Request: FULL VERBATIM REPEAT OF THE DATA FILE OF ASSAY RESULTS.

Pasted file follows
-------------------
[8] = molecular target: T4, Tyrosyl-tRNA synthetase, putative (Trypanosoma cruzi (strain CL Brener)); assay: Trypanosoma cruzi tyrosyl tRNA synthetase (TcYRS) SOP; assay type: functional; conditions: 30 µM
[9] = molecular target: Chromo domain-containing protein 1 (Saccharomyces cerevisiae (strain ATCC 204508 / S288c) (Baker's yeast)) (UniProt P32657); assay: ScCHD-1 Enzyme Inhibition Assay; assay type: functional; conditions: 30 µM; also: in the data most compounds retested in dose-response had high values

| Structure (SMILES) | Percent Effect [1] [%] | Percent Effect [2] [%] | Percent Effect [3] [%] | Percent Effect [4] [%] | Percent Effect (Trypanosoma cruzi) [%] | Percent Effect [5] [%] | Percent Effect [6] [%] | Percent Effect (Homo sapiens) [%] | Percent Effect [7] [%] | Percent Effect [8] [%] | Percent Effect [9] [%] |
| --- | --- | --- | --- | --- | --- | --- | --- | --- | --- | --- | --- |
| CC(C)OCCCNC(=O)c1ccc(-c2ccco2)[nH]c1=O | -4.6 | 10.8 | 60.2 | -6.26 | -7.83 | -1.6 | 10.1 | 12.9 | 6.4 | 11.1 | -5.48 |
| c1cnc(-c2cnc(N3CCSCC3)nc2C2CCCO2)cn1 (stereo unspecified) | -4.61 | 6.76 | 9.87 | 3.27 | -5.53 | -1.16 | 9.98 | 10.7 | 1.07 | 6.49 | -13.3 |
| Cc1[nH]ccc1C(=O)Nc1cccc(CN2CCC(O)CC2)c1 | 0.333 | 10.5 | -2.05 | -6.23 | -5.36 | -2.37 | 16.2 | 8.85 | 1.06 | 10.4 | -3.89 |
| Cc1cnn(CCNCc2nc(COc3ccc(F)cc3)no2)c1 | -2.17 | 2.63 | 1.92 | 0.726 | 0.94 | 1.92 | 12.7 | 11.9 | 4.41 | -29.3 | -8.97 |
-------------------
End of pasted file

[8] = molecular target: T4, Tyrosyl-tRNA synthetase, putative (Trypanosoma cruzi (strain CL Brener)); assay: Trypanosoma cruzi tyrosyl tRNA synthetase (TcYRS) SOP; assay type: functional; conditions: 30 µM
[9] = molecular target: Chromo domain-containing protein 1 (Saccharomyces cerevisiae (strain ATCC 204508 / S288c) (Baker's yeast)) (UniProt P32657); assay: ScCHD-1 Enzyme Inhibition Assay; assay type: functional; conditions: 30 µM; also: in the data most compounds retested in dose-response had high values

| Structure (SMILES) | Percent Effect [1] [%] | Percent Effect [2] [%] | Percent Effect [3] [%] | Percent Effect [4] [%] | Percent Effect (Trypanosoma cruzi) [%] | Percent Effect [5] [%] | Percent Effect [6] [%] | Percent Effect (Homo sapiens) [%] | Percent Effect [7] [%] | Percent Effect [8] [%] | Percent Effect [9] [%] |
| --- | --- | --- | --- | --- | --- | --- | --- | --- | --- | --- | --- |
| CC(C)OCCCNC(=O)c1ccc(-c2ccco2)[nH]c1=O | -4.6 | 10.8 | 60.2 | -6.26 | -7.83 | -1.6 | 10.1 | 12.9 | 6.4 | 11.1 | -5.48 |
| c1cnc(-c2cnc(N3CCSCC3)nc2C2CCCO2)cn1 (stereo unspecified) | -4.61 | 6.76 | 9.87 | 3.27 | -5.53 | -1.16 | 9.98 | 10.7 | 1.07 | 6.49 | -13.3 |
| Cc1[nH]ccc1C(=O)Nc1cccc(CN2CCC(O)CC2)c1 | 0.333 | 10.5 | -2.05 | -6.23 | -5.36 | -2.37 | 16.2 | 8.85 | 1.06 | 10.4 | -3.89 |
| Cc1cnn(CCNCc2nc(COc3ccc(F)cc3)no2)c1 | -2.17 | 2.63 | 1.92 | 0.726 | 0.94 | 1.92 | 12.7 | 11.9 | 4.41 | -29.3 | -8.97 |